Didn't someone allegedly say "what is truth?" It may be an invention of the character who wrote that part of John's Gospel, whoever he was, but it rings true for a Roman official in a land of wonders and superstitions he never encountered in Italy. It could even be considered a profound question. I think so. However, in our time of fake truth masquerading as real truth and real truth being denigrated as fake news, it is a question we could well spend time analyzing. I don't think most people want to know what truth is; I believe they want to know what makes them comfortable and comforted. This is perhaps the greatest problem with democracy as a system: Voters don't seek truth, are not equipped to do so. Plato of course knew this 1400 years ago, but it is never out of date to remember it.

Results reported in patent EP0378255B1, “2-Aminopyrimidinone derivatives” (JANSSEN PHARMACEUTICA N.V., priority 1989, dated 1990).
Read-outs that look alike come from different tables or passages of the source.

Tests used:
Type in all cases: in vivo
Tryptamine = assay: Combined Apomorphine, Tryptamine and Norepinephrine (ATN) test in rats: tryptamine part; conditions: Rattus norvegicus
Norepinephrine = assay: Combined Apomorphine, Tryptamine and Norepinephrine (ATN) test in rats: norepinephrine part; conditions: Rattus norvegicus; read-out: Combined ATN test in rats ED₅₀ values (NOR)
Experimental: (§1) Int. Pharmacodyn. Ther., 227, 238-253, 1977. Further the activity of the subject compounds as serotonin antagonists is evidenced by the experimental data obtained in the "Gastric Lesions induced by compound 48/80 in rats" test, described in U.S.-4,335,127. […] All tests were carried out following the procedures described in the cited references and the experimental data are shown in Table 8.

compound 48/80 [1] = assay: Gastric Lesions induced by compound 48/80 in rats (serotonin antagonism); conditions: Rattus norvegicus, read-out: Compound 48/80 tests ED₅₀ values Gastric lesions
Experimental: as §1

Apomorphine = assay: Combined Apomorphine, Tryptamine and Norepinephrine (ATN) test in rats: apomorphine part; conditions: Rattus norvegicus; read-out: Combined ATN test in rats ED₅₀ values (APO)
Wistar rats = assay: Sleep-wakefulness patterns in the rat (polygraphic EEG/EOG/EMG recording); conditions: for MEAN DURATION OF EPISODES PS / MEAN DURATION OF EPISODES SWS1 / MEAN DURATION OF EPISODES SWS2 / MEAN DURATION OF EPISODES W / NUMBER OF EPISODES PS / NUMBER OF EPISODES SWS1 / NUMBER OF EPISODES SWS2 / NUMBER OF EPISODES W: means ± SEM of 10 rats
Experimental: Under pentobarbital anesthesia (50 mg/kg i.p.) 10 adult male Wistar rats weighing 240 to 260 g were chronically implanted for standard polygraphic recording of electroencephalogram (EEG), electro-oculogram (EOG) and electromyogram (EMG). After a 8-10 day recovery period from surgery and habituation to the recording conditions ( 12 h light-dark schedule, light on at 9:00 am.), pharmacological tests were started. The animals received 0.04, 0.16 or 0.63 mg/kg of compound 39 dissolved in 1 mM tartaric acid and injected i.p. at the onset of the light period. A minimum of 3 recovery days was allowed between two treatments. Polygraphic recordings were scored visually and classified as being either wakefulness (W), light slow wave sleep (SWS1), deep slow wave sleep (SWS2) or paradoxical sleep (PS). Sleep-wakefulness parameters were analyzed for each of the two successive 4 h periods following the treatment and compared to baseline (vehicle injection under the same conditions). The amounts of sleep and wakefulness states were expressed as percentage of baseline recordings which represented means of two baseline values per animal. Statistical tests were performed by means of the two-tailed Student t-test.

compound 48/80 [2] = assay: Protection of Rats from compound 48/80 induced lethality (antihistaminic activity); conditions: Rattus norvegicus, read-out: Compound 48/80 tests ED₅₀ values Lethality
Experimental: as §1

In Response to: Rewarding the Rigorous Pursuit of Truth